There was a strange pattern on the ground in front of us. It looked like someone had painted into the pale gravel, with skill, but a slightly shaky hand. Dark, parallel lines formed a semi-circle and then continued into the distance. We stopped. If we walked on we would destroy this intricate design. Or was this what was intended?
My Englishman and I had only been in Japan for a few days, but the extreme consideration for others with which everyone moved here was something we were already very much aware of. We certainly did not want to be the ignorant foreigners who trampled on, so we just stood there, unsure what to do.
We stood in the pleasant shade of tall pine trees. To catch the bullet train heading south-west from Kyoto we had been up since sunrise. Now we were at our destination, the Ritsurin garden, a historic stroll garden.
A slow, repetitive noise seemed to come closer. Then we saw him, a gardener who rhythmically moved a wide bamboo rake from side to side to sweep a thin and almost invisible layer of pine needles off the path. He brushed right through the lines on the ground because they were only water which had been spread to avoid dust clouds. As he slowly moved towards us, it felt as if we were watching an art performance.
This was the moment when I first realised that the otherness of Japanese gardens has something to do with the way they are tended.
In the many gardens we visited during our trip I noticed that an enormous proportion of daily gardening seemed focused on cleaning of all kinds. In a country as spotless as Japan this came as no surprise. What was unexpected were the methods they used. At Saiho-ji, the famous moss temple, I observed a gardener removing recently fallen leaves and other dried plant matter – perhaps even dust – from the surface of moss. In the subtropical climate of this part of Japan moss frequently covered large areas and this garden was known to contain numerous species.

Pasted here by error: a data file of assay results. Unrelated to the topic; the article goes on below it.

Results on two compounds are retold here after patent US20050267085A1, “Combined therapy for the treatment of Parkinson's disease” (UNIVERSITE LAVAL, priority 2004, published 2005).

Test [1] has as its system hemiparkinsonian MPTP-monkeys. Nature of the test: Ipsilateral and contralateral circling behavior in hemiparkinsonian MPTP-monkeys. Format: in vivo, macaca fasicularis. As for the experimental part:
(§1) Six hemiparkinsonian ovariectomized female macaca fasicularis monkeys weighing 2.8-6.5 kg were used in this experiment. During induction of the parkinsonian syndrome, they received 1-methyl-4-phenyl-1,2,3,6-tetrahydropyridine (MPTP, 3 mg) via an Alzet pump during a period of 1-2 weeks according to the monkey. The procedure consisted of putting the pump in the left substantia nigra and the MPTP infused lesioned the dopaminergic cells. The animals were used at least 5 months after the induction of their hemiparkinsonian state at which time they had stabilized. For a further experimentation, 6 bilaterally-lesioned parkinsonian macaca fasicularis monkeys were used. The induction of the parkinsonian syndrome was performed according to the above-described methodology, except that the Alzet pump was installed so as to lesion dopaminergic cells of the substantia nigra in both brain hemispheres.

The gardener held a besom, the traditional broom made from brushwood. Bent low, he rapidly moved the broom’s head parallel to the ground in a semicircle, not unlike a scythe. His movements were so precise that he never touched the fragile moss plants but created an air current which was just strong enough to gently blow the dead plant matter across this soft carpet of moss. It was fascinating to watch. As I was standing there, I thought how much easier and quicker it would be to use a mechanical leaf-blower. Clearly, this was not the objective here. I sensed a strong connection between the value of manual labour and the value of a garden.
There seemed to be a consensus in Japanese society that even the simplest task if performed well was a source of pride and recognition. In Kanazawa at the Kenroku-en Garden I noticed a group of gardeners. Squatting on a mossy surface and chatting in low voices they scanned the ground for seedlings of other plant species and carefully pulled them out. Their movements were minute but deliberate and precise. Despite the monotonous simplicity of this task they were fully focused and even seemed to be enjoying what elsewhere might have been considered a punishment.
More complex gardening was performed with equally relaxed control. At the entrance to the ancient Daisen-in temple I noticed a gardener high up in a pine tree. Automatically I thought ‘Niwaki’ and assumed he was pruning the tree following this very Japanese method which was becoming more widely known in the West. But, as I came closer, I realised the gardener was not cutting branches. With pinched fingers he was pulling off pine needles. Gradually he thinned the visual appearance of the entire tree. Even from his precarious position in the crown of the pine the gardener seemed to know precisely which needle was to remain and which one needed to go. The gardener was like a sculptor who chiseled his vision from a block of marble. Only here, it was a collaboration with a tree.
Early one day we arrived at the magnificent Ginkaku-ji temple garden in Kyoto to find neatly uniformed gardeners busy performing their morning routines. Predictably most of them were equipped with besoms. But there was one gardener who carried a long bamboo stick. Intrigued I followed him until I saw that he dipped the tip of the stick in between rocks along the edge of the pond and I realised he was breaking up fresh spider webs. How strange, I thought.
Time and again I was surprised that Japanese gardeners apparently followed a secret code, a common vision according to which they shaped their environment. But of course we in the West also had such a vision, such a horticultural norm, except that mostly we were too far immersed in our own culture to recognise it as such.